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What the OP is looking for, it seems, is a way to compile your module from .pm to .cpm (compiled perl module) such that next time, perl doesn't need to look at the .pm if the .cpm is newer, and can just load its binary structures directly into memory, skipping the compilation phase completely.

Sounds simple in theory. But, in actual practice, it would likely be very, very time consuming to create the code so that perl could handle this. And the benefit? Probably much smaller than one may think: perl takes so much less time to compile and run than most languages already that any benefits we get here will likely be fairly miniscule. And even these will likely be even less than what mod_perl already does.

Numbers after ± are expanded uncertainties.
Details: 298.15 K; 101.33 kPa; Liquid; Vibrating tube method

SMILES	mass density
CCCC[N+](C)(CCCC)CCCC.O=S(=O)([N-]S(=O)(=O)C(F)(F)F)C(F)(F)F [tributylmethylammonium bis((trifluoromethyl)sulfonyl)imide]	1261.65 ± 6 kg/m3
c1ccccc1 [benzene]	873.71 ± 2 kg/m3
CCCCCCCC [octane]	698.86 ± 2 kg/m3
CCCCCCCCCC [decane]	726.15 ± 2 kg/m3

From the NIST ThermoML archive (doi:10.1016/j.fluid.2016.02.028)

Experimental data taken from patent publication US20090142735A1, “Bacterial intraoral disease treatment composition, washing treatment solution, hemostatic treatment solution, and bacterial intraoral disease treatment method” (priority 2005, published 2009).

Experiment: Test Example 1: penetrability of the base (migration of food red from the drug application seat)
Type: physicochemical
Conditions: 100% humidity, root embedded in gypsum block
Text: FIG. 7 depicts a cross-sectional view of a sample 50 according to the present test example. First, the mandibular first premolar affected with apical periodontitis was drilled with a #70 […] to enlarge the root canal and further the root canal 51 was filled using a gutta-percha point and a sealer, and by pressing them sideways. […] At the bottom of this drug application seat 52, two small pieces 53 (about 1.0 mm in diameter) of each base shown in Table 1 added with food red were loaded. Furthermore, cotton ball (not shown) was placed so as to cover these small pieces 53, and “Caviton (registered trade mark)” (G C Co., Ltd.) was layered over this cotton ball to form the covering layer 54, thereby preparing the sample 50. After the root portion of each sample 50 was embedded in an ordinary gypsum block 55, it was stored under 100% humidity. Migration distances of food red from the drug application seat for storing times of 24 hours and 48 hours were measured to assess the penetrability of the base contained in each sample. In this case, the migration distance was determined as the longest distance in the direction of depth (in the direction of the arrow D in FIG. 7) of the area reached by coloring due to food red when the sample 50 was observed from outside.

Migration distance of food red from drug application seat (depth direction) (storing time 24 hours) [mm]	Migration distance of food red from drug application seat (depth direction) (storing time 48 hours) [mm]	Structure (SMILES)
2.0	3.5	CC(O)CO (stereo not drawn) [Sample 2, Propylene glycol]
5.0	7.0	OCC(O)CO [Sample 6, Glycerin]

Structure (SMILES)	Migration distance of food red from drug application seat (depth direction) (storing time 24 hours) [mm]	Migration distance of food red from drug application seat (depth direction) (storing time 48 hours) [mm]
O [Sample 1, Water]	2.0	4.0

All languages, even a theoretical pre-compiled perl language, has startup costs. And, like a precompiled C/C++ binary, perl's startup costs will still exist - eliminating those to become a daemon (or part of another daemon as mod_perl does) will usually get you much more bang for your buck than anything else anyway if startup time is a concern at all.


In reply to Re^5: Doing a standalone executable (and even a binary!) by Tanktalus
in thread Doing a standalone executable (and even a binary!) by Ace128

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